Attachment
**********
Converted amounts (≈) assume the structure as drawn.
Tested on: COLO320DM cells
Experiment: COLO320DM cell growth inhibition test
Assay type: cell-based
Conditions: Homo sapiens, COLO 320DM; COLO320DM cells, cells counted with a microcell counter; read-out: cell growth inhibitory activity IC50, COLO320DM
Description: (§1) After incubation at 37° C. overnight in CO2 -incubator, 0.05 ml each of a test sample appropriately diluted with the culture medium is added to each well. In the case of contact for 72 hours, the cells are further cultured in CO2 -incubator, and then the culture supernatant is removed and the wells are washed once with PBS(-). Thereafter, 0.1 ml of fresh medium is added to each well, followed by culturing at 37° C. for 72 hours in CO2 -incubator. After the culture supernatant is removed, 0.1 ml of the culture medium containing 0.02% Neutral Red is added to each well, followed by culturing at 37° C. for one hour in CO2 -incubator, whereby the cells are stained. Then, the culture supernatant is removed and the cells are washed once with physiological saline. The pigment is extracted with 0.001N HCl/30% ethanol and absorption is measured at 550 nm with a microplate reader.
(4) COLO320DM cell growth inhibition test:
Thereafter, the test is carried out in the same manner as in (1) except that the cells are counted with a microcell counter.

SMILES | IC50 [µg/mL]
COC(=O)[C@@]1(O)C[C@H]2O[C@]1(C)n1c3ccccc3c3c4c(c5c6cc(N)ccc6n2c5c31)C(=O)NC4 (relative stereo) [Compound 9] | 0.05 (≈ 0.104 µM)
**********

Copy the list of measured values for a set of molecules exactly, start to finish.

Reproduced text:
Converted amounts (≈) assume the structure as drawn.
Tested on: COLO320DM cells
Experiment: COLO320DM cell growth inhibition test
Assay type: cell-based
Conditions: Homo sapiens, COLO 320DM; COLO320DM cells, cells counted with a microcell counter; read-out: cell growth inhibitory activity IC50, COLO320DM
Description: (§1) After incubation at 37° C. overnight in CO2 -incubator, 0.05 ml each of a test sample appropriately diluted with the culture medium is added to each well. In the case of contact for 72 hours, the cells are further cultured in CO2 -incubator, and then the culture supernatant is removed and the wells are washed once with PBS(-). Thereafter, 0.1 ml of fresh medium is added to each well, followed by culturing at 37° C. for 72 hours in CO2 -incubator. After the culture supernatant is removed, 0.1 ml of the culture medium containing 0.02% Neutral Red is added to each well, followed by culturing at 37° C. for one hour in CO2 -incubator, whereby the cells are stained. Then, the culture supernatant is removed and the cells are washed once with physiological saline. The pigment is extracted with 0.001N HCl/30% ethanol and absorption is measured at 550 nm with a microplate reader.
(4) COLO320DM cell growth inhibition test:
Thereafter, the test is carried out in the same manner as in (1) except that the cells are counted with a microcell counter.

SMILES | IC50 [µg/mL]
COC(=O)[C@@]1(O)C[C@H]2O[C@]1(C)n1c3ccccc3c3c4c(c5c6cc(N)ccc6n2c5c31)C(=O)NC4 (relative stereo) [Compound 9] | 0.05 (≈ 0.104 µM)